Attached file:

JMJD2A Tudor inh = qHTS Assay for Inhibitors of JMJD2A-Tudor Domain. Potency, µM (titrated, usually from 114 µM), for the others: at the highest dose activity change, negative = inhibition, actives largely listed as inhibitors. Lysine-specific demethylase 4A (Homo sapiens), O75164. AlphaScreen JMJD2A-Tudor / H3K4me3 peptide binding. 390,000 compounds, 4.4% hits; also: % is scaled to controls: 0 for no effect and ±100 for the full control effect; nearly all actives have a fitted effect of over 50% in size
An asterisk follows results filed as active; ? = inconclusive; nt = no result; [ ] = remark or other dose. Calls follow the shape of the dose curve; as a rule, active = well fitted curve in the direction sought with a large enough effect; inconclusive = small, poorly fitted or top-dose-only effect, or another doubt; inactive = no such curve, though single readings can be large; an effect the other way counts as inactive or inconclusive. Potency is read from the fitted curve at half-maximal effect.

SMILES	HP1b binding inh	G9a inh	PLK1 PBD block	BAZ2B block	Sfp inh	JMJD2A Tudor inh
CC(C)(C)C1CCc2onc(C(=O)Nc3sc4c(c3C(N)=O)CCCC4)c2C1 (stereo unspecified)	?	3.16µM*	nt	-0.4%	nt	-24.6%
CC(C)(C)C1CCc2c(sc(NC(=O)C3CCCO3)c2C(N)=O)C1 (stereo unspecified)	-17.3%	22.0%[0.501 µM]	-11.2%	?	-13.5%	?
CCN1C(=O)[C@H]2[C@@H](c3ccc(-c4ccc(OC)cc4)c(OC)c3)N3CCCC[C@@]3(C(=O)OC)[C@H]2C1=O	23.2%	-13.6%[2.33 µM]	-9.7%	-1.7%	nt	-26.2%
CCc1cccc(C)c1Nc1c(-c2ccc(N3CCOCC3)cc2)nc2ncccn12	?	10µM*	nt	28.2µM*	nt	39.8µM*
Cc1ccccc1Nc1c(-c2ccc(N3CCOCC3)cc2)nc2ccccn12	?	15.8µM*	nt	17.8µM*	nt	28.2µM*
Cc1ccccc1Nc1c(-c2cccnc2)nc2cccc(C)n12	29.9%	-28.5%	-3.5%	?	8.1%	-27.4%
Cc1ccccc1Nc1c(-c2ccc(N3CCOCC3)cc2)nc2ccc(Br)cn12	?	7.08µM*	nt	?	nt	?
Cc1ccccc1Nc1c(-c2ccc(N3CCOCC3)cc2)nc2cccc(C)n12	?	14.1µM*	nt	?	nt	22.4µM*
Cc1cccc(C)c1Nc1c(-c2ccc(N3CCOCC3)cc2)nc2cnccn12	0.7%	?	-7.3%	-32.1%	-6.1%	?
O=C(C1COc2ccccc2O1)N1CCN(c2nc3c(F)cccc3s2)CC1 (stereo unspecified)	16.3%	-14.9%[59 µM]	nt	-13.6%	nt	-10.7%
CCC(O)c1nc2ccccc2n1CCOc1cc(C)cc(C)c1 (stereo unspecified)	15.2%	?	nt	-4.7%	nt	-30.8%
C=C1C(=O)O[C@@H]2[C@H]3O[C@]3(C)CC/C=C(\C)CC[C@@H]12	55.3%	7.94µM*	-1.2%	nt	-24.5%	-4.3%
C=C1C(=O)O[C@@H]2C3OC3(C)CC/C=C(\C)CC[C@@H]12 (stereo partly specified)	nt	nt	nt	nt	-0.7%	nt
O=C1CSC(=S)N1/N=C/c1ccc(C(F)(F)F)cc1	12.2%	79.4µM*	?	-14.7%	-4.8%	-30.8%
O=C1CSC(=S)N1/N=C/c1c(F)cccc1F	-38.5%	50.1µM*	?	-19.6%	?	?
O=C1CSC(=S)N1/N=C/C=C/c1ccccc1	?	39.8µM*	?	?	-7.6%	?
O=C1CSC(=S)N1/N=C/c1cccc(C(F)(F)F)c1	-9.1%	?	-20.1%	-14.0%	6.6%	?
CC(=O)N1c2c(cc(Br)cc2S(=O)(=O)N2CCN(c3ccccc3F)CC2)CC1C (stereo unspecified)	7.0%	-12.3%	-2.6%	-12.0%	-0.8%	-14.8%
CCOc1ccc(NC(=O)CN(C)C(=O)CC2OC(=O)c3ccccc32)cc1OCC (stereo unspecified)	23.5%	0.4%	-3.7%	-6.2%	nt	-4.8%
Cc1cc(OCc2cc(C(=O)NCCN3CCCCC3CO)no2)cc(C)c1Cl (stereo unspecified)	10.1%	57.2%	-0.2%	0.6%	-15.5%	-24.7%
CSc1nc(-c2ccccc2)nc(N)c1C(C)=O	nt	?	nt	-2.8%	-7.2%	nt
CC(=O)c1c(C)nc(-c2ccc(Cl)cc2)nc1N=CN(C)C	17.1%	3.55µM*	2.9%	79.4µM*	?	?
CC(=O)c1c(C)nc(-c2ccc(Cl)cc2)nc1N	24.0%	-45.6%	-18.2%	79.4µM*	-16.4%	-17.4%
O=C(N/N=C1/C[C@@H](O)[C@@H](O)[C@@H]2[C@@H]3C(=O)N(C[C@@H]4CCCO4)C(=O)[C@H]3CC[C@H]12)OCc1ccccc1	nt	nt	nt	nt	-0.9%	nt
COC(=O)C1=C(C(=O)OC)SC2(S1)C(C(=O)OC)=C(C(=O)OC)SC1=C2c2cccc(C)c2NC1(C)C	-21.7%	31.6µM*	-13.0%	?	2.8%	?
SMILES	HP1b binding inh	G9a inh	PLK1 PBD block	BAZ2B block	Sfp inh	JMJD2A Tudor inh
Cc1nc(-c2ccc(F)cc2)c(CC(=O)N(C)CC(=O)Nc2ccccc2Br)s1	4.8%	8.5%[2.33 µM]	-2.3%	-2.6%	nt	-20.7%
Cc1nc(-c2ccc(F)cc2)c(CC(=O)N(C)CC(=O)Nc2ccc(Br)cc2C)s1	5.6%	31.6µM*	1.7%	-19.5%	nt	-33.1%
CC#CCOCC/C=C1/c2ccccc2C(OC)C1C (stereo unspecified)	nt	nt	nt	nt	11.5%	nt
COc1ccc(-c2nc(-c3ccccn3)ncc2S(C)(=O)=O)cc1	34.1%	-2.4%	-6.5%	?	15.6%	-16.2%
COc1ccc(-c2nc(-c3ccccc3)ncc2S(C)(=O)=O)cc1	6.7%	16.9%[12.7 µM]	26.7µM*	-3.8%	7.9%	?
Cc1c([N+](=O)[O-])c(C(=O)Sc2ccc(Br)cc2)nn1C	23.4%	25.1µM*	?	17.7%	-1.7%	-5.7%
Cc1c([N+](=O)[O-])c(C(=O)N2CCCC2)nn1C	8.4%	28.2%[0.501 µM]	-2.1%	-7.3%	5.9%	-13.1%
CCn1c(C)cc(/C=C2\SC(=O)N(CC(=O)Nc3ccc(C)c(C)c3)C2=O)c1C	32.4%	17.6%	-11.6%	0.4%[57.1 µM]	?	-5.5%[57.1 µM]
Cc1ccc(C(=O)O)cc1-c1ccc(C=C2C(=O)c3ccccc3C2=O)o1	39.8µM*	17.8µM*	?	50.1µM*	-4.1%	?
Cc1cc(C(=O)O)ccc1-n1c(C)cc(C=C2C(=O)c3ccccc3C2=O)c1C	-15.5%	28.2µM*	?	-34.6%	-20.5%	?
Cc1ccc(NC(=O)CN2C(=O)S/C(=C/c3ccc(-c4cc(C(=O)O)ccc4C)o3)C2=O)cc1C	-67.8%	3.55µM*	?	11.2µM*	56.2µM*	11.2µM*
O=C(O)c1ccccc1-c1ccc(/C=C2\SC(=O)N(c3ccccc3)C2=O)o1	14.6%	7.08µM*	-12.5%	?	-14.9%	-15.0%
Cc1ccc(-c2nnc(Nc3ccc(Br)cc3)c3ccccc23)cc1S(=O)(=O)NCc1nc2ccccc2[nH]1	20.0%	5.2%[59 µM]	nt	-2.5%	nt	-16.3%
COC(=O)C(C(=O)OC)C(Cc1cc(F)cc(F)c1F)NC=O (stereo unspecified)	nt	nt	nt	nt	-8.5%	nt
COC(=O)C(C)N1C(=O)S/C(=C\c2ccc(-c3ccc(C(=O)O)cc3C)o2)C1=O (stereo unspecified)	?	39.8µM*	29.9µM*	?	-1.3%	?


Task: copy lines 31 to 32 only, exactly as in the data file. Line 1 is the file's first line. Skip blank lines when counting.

Cc1nc(-c2ccc(F)cc2)c(CC(=O)N(C)CC(=O)Nc2ccc(Br)cc2C)s1	5.6%	31.6µM*	1.7%	-19.5%	nt	-33.1%
CC#CCOCC/C=C1/c2ccccc2C(OC)C1C (stereo unspecified)	nt	nt	nt	nt	11.5%	nt